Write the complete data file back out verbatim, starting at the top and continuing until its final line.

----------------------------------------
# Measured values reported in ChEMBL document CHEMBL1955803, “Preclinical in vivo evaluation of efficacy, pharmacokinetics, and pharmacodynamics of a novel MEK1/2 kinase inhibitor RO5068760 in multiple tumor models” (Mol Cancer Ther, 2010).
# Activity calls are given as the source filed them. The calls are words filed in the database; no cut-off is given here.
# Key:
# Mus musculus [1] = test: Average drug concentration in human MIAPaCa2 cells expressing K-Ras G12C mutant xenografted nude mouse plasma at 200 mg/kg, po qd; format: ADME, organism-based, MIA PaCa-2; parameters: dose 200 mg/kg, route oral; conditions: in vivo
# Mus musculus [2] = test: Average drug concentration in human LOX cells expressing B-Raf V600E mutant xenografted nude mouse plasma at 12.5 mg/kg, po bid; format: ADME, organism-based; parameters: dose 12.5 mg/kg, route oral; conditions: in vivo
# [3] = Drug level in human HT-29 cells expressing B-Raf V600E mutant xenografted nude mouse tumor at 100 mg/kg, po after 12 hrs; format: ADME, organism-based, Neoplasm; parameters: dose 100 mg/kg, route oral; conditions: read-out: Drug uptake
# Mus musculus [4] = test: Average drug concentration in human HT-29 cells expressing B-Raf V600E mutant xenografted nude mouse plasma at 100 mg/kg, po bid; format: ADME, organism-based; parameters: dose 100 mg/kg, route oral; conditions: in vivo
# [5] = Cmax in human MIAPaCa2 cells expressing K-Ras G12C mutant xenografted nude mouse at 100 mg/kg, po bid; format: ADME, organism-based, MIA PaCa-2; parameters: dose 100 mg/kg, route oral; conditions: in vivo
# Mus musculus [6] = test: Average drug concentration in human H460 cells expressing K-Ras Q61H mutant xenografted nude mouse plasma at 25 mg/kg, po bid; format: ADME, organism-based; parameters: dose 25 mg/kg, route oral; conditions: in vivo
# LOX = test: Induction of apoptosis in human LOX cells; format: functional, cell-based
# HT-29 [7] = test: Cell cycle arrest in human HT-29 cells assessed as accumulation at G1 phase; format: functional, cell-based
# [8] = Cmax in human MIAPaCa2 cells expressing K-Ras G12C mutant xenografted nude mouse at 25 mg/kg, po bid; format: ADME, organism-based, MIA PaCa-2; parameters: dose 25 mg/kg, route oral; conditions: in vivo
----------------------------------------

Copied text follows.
# Measured values reported in ChEMBL document CHEMBL1955803, “Preclinical in vivo evaluation of efficacy, pharmacokinetics, and pharmacodynamics of a novel MEK1/2 kinase inhibitor RO5068760 in multiple tumor models” (Mol Cancer Ther, 2010).
# Activity calls are given as the source filed them. The calls are words filed in the database; no cut-off is given here.
# Key:
# Mus musculus [1] = test: Average drug concentration in human MIAPaCa2 cells expressing K-Ras G12C mutant xenografted nude mouse plasma at 200 mg/kg, po qd; format: ADME, organism-based, MIA PaCa-2; parameters: dose 200 mg/kg, route oral; conditions: in vivo
# Mus musculus [2] = test: Average drug concentration in human LOX cells expressing B-Raf V600E mutant xenografted nude mouse plasma at 12.5 mg/kg, po bid; format: ADME, organism-based; parameters: dose 12.5 mg/kg, route oral; conditions: in vivo
# [3] = Drug level in human HT-29 cells expressing B-Raf V600E mutant xenografted nude mouse tumor at 100 mg/kg, po after 12 hrs; format: ADME, organism-based, Neoplasm; parameters: dose 100 mg/kg, route oral; conditions: read-out: Drug uptake
# Mus musculus [4] = test: Average drug concentration in human HT-29 cells expressing B-Raf V600E mutant xenografted nude mouse plasma at 100 mg/kg, po bid; format: ADME, organism-based; parameters: dose 100 mg/kg, route oral; conditions: in vivo
# [5] = Cmax in human MIAPaCa2 cells expressing K-Ras G12C mutant xenografted nude mouse at 100 mg/kg, po bid; format: ADME, organism-based, MIA PaCa-2; parameters: dose 100 mg/kg, route oral; conditions: in vivo
# Mus musculus [6] = test: Average drug concentration in human H460 cells expressing K-Ras Q61H mutant xenografted nude mouse plasma at 25 mg/kg, po bid; format: ADME, organism-based; parameters: dose 25 mg/kg, route oral; conditions: in vivo
# LOX = test: Induction of apoptosis in human LOX cells; format: functional, cell-based
# HT-29 [7] = test: Cell cycle arrest in human HT-29 cells assessed as accumulation at G1 phase; format: functional, cell-based
# [8] = Cmax in human MIAPaCa2 cells expressing K-Ras G12C mutant xenografted nude mouse at 25 mg/kg, po bid; format: ADME, organism-based, MIA PaCa-2; parameters: dose 25 mg/kg, route oral; conditions: in vivo